It goes without saying that crusading for a cause can be challenging – particularly when it involves taking an unpopular stance. But for both Kristal and Judi, certain entrenched values and principles have propelled them to continue their work.

“One of the times that I’ve copped the greatest criticism was 18 months ago, when I made the decision to move back to Sydney from a regional community in Port Macquarie,” Kristal says.

“It was one of the toughest decisions that I’d ever made… but it was necessary in order for me to continue to do the work that I want to do through my business.”

Similarly, Judi has often had to remind herself of her core beliefs in order to muster motivation.

“When you believe in people, it sustains you, even when you’re copping it left, right and centre,” Judi says.

“The first principle of any policy making ought to be the preservation of the life and dignity of people… and if you believe in that, everything else follows,” she says. “Sometimes, in politics you may have to calibrate your thinking, but if those principles underpin what you do, it makes it easier to hold your course.”

4. Think entrepreneurially

For Kristal, entrepreneurial thinking has been key to her building her own business, and creating new opportunities and outcomes for other Indigenous businesses.

“Although I still passionately believe in education as a way to change people’s lives, I [now] see economic development as being the way forward for Indigenous people,” Kristal says.

“For years, governments have thrown money at Indigenous strategies and initiatives, not necessarily working with Indigenous people around solutions,” she says.

“I thought, rather than throw money at programs, why don’t you invest money in Indigenous businesses? Through that, Indigenous business owners then have the opportunity to employ and train more Indigenous people.”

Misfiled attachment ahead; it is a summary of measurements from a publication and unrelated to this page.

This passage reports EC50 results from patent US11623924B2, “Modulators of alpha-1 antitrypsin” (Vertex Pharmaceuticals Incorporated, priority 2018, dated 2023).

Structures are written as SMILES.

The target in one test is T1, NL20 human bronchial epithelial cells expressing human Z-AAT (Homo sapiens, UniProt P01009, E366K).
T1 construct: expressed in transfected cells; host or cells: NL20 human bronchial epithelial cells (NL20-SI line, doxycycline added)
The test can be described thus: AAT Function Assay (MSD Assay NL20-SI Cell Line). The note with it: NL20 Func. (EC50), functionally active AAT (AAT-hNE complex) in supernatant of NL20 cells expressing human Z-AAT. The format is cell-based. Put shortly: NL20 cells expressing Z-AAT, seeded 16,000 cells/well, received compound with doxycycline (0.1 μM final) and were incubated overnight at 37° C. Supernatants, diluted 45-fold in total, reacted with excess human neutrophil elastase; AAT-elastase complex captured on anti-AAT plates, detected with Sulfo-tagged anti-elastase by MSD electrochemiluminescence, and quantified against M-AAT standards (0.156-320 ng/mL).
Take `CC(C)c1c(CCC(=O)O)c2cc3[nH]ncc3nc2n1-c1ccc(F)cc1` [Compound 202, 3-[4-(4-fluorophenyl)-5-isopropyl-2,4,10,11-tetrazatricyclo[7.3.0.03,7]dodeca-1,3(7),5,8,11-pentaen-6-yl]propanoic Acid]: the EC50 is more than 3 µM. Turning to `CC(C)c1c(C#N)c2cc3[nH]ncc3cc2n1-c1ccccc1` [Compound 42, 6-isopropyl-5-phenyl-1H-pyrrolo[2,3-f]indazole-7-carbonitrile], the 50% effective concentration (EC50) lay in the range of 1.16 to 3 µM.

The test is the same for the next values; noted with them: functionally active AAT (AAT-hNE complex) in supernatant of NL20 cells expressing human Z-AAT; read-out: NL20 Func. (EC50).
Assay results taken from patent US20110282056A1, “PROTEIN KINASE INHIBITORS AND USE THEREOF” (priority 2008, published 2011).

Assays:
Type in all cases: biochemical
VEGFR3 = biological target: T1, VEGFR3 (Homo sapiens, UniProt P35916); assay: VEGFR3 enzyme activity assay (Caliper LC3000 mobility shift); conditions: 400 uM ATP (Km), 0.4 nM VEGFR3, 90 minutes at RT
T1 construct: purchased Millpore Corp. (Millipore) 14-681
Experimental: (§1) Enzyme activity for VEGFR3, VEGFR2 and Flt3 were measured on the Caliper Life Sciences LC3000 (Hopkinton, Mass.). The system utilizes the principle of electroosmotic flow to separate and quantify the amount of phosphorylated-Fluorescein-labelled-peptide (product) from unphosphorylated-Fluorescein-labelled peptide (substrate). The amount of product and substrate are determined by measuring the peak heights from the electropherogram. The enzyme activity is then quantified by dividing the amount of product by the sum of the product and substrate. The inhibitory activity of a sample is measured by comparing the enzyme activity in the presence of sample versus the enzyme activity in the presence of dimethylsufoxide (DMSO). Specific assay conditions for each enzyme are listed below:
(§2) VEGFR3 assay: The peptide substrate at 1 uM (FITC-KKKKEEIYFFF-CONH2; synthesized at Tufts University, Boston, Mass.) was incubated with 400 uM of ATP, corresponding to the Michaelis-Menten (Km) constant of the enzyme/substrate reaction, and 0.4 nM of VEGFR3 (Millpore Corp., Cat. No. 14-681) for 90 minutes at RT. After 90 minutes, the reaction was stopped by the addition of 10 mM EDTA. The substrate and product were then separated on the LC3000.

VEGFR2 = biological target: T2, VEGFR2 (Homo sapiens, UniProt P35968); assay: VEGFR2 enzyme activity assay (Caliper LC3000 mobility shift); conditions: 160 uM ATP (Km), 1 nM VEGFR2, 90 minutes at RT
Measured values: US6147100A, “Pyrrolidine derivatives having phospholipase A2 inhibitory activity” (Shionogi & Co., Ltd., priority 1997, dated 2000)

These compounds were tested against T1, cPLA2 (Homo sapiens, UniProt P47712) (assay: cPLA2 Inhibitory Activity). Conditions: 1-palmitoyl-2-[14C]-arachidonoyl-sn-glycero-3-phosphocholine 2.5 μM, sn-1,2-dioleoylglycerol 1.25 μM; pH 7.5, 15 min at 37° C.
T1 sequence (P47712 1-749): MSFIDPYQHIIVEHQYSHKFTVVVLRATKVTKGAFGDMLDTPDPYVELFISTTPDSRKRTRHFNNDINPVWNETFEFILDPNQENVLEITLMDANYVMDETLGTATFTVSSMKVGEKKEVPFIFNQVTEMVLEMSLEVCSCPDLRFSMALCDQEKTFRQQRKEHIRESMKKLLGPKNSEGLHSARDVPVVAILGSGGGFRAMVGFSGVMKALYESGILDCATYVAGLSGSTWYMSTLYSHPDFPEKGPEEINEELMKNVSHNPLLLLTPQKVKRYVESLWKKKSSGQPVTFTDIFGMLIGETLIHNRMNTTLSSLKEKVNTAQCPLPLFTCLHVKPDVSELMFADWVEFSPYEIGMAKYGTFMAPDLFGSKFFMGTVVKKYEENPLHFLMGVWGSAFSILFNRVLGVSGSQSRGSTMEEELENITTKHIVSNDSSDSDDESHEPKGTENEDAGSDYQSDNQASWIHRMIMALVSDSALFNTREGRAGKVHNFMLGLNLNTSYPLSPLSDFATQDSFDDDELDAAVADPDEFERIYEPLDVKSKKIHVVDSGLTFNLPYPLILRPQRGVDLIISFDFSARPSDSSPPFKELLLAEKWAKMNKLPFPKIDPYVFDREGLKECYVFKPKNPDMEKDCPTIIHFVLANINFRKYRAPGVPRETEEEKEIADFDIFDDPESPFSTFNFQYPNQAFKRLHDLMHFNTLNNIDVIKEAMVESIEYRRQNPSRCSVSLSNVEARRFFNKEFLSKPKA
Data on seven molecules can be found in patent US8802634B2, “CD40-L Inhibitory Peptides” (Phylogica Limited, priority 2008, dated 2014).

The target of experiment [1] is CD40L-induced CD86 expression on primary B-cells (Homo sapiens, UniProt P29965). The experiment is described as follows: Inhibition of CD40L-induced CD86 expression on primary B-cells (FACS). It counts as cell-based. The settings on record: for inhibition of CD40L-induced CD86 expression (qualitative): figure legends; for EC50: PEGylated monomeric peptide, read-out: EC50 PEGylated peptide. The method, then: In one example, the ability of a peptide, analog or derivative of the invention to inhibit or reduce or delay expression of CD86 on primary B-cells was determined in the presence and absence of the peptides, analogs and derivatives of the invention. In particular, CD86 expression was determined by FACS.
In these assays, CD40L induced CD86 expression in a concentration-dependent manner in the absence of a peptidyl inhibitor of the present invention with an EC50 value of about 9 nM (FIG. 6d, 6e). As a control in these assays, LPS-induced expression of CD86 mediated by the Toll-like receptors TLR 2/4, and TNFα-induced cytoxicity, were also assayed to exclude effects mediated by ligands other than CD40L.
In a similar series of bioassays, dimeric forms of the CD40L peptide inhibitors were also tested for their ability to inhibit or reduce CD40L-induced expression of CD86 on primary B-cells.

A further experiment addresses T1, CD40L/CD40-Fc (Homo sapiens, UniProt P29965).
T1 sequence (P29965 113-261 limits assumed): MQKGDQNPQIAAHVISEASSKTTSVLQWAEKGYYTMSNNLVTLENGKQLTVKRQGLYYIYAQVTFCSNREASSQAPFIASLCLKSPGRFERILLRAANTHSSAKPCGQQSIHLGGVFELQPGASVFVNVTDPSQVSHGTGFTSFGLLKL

Having grown a million dollar business herself, the 2017 NSW Aboriginal Woman of the Year believes that both Indigenous and non-Indigenous children should be shown that they have the potential to do the same.

“I’d like to see enterprising skills and thinking entrepreneurially taught within the school system,” Kristal says.

“We’re never told that you can actually run or own a business, and I think we need to start to plant that seed really early on,” she says.

Things you should know: This information is intended to provide general information of an educational nature only. As this information has been prepared without considering your objectives, financial situation or needs, you should, before acting on this information, consider its appropriateness to your circumstances. Any opinions, views of contributors, conclusions or recommendations are reasonably held or made, based on the information available of compilation, but no representation or warranty, either expressed or implied, is made or provided as to the accuracy, reliability or completeness of any statement made in this information. Diabetes Australia is a trademark registered by Diabetes Australia in Australia. IPS is a majority Indigenous-owned organisation in Australia providing professional services to a range of industries and to government to meet structural, performance, financial, safety and organisational needs, while achieving supply chain diversity. If you have a complaint in respect of this information, the Commonwealth Bank’s dispute resolution service can be accessed on 13 22 21. Commonwealth Bank of Australia ABN 48 123 123 124 AFSL and Australian credit licence 234945.